Author Topic: Industrial machines and 'artisan' machines  (Read 517 times)

peterle

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Re: Industrial machines and 'artisan' machines
« Reply #15 on: February 11, 2019, 08:07:47 PM »
@ hutch:

I also love my Elnas. I even got some spare parts lately for my supermatic from the 60īs.

They usually donīt walk across the table. This is probably just because the rubber feet of your machine got hard or desintegrated. Just change them, and everything will be ok.

hutch--

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Re: Industrial machines and 'artisan' machines
« Reply #16 on: February 12, 2019, 01:49:40 AM »
I found a few tricks in the maintenance from using a mix of Singer sewing machine oil and a teflon additive for the lighter parts and for the bevel gears inside the free arm I use a teflon grease that does not throw off and it makes a noticeable difference in terms of the smoothness and speed. You are probably right about the rubber feet but its closer to the speed when they are maintained properly that helps them walk across the table. I only use it in short bursts when doing long seams so its not a problem.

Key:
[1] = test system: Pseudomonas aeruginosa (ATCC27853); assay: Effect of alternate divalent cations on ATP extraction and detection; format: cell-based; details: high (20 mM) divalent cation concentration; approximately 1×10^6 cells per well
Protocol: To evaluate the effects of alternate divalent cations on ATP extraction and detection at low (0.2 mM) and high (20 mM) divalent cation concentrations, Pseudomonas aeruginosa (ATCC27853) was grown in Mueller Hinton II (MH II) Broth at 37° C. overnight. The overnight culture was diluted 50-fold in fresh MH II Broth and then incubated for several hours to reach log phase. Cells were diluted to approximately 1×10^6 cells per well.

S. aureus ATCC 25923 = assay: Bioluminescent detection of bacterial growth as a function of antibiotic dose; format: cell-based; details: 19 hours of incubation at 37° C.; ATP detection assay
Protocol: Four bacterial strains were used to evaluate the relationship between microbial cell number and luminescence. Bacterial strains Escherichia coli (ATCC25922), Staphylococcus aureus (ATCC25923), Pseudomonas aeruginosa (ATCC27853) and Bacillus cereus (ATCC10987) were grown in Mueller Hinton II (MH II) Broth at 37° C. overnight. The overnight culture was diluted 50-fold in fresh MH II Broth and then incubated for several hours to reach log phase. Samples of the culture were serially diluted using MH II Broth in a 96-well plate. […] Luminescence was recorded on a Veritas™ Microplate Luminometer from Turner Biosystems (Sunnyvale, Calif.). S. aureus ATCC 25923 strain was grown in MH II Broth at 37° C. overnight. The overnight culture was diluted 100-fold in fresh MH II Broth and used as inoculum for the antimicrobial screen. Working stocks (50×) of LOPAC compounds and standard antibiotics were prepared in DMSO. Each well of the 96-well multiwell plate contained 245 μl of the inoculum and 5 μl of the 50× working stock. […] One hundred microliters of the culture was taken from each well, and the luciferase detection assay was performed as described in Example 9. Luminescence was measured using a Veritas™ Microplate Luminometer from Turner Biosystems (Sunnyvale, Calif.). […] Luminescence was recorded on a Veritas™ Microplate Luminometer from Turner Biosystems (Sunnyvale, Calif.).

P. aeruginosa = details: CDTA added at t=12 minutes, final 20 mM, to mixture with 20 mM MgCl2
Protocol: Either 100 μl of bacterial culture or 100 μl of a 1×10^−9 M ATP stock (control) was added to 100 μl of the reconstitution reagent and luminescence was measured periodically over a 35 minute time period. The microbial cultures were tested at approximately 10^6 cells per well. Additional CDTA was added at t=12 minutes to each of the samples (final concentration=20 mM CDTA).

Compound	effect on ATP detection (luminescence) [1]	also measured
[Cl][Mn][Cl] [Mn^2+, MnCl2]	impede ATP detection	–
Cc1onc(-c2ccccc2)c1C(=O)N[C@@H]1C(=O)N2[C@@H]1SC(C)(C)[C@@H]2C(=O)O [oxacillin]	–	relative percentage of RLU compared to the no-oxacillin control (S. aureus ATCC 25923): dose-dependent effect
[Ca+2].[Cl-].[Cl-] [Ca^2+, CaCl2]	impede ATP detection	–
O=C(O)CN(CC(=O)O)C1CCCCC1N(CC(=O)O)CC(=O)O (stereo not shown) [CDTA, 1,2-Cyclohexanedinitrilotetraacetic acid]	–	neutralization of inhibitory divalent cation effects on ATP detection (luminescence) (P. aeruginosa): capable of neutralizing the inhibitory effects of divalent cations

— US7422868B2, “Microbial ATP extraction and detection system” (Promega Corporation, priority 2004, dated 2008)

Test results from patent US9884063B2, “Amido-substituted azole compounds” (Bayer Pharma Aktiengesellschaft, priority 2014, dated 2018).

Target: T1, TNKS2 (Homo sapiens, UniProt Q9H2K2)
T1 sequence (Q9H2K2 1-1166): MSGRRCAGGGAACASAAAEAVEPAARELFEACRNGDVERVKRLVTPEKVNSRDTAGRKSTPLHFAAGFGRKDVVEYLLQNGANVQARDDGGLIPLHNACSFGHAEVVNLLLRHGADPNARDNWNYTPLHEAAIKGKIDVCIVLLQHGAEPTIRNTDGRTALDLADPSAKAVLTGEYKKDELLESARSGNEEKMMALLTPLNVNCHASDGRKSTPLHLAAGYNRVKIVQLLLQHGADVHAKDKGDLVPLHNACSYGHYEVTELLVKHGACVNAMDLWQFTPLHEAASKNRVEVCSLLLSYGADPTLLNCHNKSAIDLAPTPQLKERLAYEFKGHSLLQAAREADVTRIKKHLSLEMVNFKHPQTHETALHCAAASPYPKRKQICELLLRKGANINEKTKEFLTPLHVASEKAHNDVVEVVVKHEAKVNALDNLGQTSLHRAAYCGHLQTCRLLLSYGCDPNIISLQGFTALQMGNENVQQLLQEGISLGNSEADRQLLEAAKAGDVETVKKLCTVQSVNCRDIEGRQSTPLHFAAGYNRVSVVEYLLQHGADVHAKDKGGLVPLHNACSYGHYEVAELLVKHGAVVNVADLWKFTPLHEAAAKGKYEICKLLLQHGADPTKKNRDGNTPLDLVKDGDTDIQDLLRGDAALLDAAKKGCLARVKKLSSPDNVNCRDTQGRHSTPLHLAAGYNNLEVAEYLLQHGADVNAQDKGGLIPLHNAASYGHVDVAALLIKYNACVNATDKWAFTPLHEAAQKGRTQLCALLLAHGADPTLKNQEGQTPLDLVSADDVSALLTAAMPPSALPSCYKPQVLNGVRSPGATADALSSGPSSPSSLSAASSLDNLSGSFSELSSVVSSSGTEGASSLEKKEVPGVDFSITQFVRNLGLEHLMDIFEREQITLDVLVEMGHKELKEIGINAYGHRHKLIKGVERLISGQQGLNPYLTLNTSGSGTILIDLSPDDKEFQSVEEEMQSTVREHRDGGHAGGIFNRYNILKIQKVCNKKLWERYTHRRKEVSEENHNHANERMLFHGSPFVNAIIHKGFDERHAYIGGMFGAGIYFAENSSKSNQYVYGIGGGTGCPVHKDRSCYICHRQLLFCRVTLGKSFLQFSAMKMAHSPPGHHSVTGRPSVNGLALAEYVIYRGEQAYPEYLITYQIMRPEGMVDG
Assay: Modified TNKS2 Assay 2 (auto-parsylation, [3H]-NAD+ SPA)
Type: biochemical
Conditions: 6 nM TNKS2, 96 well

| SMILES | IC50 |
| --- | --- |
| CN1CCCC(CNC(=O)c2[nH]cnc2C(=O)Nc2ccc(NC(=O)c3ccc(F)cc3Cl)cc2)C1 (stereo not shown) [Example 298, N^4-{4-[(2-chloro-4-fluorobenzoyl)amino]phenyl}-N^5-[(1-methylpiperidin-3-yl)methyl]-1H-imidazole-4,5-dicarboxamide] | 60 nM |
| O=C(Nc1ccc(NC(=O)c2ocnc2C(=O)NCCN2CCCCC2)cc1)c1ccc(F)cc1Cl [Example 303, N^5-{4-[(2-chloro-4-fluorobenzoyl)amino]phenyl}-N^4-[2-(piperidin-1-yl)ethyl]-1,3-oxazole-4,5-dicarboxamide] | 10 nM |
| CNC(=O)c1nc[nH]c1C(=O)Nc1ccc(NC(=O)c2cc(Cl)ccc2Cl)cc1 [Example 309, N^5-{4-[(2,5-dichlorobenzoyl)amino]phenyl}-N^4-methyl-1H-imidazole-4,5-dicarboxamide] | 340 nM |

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spookietoo

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Re: Industrial machines and 'artisan' machines
« Reply #17 on: February 12, 2019, 04:17:54 AM »
I also find a chunk of carpet gripper or shelf liner under a machine will prevent or at least help with the walking.

I also like to use sewing cabinets for end tables, night stands, etc. Double and triple duty for the furniture then. 

Of course I'm the only one dealing with any mess I make. 

Futura

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Re: Industrial machines and 'artisan' machines
« Reply #18 on: February 12, 2019, 10:34:18 AM »
We have an old Elna zigzag in need of a new friction drive wheel. I haven't had any luck sourcing a replacement part, though. Anyone else encountered this problem?

hutch--

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Re: Industrial machines and 'artisan' machines
« Reply #19 on: February 12, 2019, 12:27:59 PM »
You need to know the exact model and in most instances the best you will get is a second hand machine that you can use for parts. I used Ebay to find stuff like this and its usually something that someone has had in their attic for years as a left over from their parents or grandparents. If there are any old Elna dealers or service folks left in the US you may just be lucky and find some bits, I was lucky and found a repairer who had been in the business for 50 years who had a number of the specialised feet for my model.
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Futura

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Re: Industrial machines and 'artisan' machines
« Reply #20 on: February 12, 2019, 01:27:37 PM »
I heard that there were some replacement drive wheels made, but the quality was defective. The Elna I bought was probably found in an attic or similar. I lost count of the number of machines we've got. Needless to say, eBay was involved! ;)